Biological Phosphorous Elimination

Phosphorus is an eutrophificating substance and is biologically and/or chemically removed from the wastewater. Since the biological phosphorus elimination alone cannot reliably meet the monitoring value for phosphorus, it is usually used in combination with the chemical phosphorus precipitation, which means by adding precipitants.

Biological phosphorus elimination counteracts the disadvantages of chemical phosphorus precipitation: The cost of precipitant and the salination of the receiving water are reduced.

The aim of biological phosphorus elimination is the storage of phosphorus in the biomass. Phosphorus is required by all organisms and makes up about 3% of their dry cell mass. In addition to the growth-related P uptake of the microorganisms, insoluble phosphate compounds can also accumulate on the sludge flakes. In this way, approximately 20-30% of phosphorus can be removed from the water.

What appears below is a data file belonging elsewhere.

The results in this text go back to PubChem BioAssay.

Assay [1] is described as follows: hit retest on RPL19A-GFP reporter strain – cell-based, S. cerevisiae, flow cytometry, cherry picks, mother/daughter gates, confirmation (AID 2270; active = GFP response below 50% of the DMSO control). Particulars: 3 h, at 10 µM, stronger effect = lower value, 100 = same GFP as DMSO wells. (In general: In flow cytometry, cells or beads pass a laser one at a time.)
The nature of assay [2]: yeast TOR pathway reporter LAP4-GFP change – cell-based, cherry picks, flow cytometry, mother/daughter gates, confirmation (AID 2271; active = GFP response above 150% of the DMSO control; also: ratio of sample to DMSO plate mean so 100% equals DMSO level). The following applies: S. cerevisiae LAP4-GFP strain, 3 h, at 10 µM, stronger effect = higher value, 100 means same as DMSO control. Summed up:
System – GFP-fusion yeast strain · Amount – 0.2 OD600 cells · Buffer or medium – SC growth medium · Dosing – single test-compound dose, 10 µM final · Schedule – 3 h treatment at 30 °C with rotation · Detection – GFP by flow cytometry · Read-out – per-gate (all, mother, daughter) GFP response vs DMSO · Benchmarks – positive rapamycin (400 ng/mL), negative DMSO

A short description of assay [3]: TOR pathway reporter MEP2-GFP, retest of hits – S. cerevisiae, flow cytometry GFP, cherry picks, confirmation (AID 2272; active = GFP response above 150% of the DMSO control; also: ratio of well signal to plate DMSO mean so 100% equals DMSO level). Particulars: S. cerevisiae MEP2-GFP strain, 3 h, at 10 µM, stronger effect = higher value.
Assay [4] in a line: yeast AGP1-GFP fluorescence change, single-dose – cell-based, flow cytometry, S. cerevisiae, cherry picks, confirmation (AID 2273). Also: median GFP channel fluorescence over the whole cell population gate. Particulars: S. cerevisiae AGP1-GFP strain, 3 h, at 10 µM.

An additional biological P-elimination can be achieved if the activated sludge is exposed to anaerobic, anoxic and aerobic conditions with a suitable operational management. For this purpose, an anaerobic mixing tank is installed in front of the aeration tank. The anaerobic zone forces a stress situation, which is crucial for the additional biological P-elimination: The microorganisms cannot breathe and in order not to die, they release phosphates stored in their cells. Thereby energy is released, the microorganisms survive and, as a result, absorb significantly higher amounts of phosphates in the aerobic zone (see phosphate accumulating organisms, PAO). In this way, approximately 70-90% of the phosphorus can be removed from the water.

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